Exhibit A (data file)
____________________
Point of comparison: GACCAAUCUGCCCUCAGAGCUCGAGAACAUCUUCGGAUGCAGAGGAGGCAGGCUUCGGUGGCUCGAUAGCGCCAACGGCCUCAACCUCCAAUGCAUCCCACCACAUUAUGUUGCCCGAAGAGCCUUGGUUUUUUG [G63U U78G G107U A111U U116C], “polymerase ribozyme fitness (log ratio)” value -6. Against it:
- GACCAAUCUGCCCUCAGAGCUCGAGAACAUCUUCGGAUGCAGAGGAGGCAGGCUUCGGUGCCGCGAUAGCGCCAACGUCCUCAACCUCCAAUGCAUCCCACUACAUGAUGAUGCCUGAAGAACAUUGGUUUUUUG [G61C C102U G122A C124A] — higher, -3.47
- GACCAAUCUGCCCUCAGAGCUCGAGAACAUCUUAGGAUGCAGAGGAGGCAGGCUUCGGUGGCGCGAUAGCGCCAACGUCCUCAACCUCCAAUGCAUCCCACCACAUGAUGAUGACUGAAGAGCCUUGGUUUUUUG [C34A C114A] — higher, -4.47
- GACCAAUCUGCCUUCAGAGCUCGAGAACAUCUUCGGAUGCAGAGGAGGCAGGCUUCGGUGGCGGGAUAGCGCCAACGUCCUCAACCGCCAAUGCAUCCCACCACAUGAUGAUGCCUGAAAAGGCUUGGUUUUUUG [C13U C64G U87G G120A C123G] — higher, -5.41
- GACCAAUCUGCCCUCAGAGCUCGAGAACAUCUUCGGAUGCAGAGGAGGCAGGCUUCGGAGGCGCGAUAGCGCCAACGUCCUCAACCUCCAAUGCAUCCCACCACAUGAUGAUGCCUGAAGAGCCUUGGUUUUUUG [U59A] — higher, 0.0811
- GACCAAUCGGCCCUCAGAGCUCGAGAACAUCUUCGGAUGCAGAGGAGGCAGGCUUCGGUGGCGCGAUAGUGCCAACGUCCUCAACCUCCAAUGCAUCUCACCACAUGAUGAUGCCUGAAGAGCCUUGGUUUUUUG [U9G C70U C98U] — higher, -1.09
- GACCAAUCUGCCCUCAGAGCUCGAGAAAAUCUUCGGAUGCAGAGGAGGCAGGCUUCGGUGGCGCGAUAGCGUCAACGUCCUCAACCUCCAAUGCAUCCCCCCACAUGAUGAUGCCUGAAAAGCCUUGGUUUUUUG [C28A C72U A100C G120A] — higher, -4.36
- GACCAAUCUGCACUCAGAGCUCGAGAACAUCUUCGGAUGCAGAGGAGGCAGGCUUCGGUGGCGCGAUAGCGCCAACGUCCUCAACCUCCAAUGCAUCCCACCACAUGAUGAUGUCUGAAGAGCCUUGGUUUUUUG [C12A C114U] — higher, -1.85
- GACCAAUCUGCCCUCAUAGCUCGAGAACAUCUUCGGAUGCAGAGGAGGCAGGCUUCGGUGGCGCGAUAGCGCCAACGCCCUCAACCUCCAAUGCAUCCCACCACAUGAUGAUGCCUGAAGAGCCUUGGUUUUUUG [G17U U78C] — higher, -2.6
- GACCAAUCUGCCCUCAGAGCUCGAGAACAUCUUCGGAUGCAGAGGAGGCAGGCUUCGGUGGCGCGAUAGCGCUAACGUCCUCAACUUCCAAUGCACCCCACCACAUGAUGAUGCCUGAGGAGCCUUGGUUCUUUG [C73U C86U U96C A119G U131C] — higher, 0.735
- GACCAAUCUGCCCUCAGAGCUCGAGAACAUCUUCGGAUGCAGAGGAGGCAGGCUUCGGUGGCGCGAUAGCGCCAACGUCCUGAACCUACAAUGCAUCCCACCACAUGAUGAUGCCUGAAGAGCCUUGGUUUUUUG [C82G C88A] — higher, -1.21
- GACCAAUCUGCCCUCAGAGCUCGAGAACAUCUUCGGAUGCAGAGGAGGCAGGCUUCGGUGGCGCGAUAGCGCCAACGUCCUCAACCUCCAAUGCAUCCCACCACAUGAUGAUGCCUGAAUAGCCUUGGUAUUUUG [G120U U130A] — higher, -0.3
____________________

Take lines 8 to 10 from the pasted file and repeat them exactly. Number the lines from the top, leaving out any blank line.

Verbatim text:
- GACCAAUCUGCACUCAGAGCUCGAGAACAUCUUCGGAUGCAGAGGAGGCAGGCUUCGGUGGCGCGAUAGCGCCAACGUCCUCAACCUCCAAUGCAUCCCACCACAUGAUGAUGUCUGAAGAGCCUUGGUUUUUUG [C12A C114U] — higher, -1.85
- GACCAAUCUGCCCUCAUAGCUCGAGAACAUCUUCGGAUGCAGAGGAGGCAGGCUUCGGUGGCGCGAUAGCGCCAACGCCCUCAACCUCCAAUGCAUCCCACCACAUGAUGAUGCCUGAAGAGCCUUGGUUUUUUG [G17U U78C] — higher, -2.6
- GACCAAUCUGCCCUCAGAGCUCGAGAACAUCUUCGGAUGCAGAGGAGGCAGGCUUCGGUGGCGCGAUAGCGCUAACGUCCUCAACUUCCAAUGCACCCCACCACAUGAUGAUGCCUGAGGAGCCUUGGUUCUUUG [C73U C86U U96C A119G U131C] — higher, 0.735